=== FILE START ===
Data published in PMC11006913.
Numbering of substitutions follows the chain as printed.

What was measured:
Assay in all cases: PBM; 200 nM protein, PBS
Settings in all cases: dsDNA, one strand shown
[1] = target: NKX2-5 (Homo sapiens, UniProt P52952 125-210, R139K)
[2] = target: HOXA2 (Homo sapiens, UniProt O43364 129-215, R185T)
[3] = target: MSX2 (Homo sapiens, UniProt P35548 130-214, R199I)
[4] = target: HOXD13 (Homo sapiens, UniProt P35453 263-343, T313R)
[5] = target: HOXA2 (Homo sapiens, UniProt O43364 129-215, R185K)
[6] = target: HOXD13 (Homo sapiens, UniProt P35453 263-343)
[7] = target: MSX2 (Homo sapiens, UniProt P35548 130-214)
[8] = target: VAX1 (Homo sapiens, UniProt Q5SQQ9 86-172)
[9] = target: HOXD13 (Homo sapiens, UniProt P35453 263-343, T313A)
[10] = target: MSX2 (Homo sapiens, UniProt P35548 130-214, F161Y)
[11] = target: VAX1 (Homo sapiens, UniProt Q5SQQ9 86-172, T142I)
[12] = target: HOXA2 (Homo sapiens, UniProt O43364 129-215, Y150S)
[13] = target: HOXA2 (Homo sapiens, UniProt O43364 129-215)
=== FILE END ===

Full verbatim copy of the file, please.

Data published in PMC11006913.
Numbering of substitutions follows the chain as printed.

What was measured:
Assay in all cases: PBM; 200 nM protein, PBS
Settings in all cases: dsDNA, one strand shown
[1] = target: NKX2-5 (Homo sapiens, UniProt P52952 125-210, R139K)
[2] = target: HOXA2 (Homo sapiens, UniProt O43364 129-215, R185T)
[3] = target: MSX2 (Homo sapiens, UniProt P35548 130-214, R199I)
[4] = target: HOXD13 (Homo sapiens, UniProt P35453 263-343, T313R)
[5] = target: HOXA2 (Homo sapiens, UniProt O43364 129-215, R185K)
[6] = target: HOXD13 (Homo sapiens, UniProt P35453 263-343)
[7] = target: MSX2 (Homo sapiens, UniProt P35548 130-214)
[8] = target: VAX1 (Homo sapiens, UniProt Q5SQQ9 86-172)
[9] = target: HOXD13 (Homo sapiens, UniProt P35453 263-343, T313A)
[10] = target: MSX2 (Homo sapiens, UniProt P35548 130-214, F161Y)
[11] = target: VAX1 (Homo sapiens, UniProt Q5SQQ9 86-172, T142I)
[12] = target: HOXA2 (Homo sapiens, UniProt O43364 129-215, Y150S)
[13] = target: HOXA2 (Homo sapiens, UniProt O43364 129-215)